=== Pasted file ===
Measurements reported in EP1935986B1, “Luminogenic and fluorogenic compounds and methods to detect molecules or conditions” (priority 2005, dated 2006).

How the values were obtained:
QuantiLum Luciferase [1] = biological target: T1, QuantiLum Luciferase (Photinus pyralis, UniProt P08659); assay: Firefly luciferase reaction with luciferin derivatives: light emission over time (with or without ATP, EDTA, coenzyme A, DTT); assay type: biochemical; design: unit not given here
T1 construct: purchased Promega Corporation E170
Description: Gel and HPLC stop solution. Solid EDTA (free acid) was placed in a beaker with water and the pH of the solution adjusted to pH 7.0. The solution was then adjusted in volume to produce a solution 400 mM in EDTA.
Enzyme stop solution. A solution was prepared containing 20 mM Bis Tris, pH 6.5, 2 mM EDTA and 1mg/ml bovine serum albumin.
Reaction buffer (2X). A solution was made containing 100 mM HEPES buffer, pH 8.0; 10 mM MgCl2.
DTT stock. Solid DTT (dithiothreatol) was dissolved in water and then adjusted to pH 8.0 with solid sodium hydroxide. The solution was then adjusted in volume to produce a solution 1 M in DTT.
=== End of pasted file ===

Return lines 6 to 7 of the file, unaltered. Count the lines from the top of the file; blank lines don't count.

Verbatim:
Enzyme stop solution. A solution was prepared containing 20 mM Bis Tris, pH 6.5, 2 mM EDTA and 1mg/ml bovine serum albumin.
Reaction buffer (2X). A solution was made containing 100 mM HEPES buffer, pH 8.0; 10 mM MgCl2.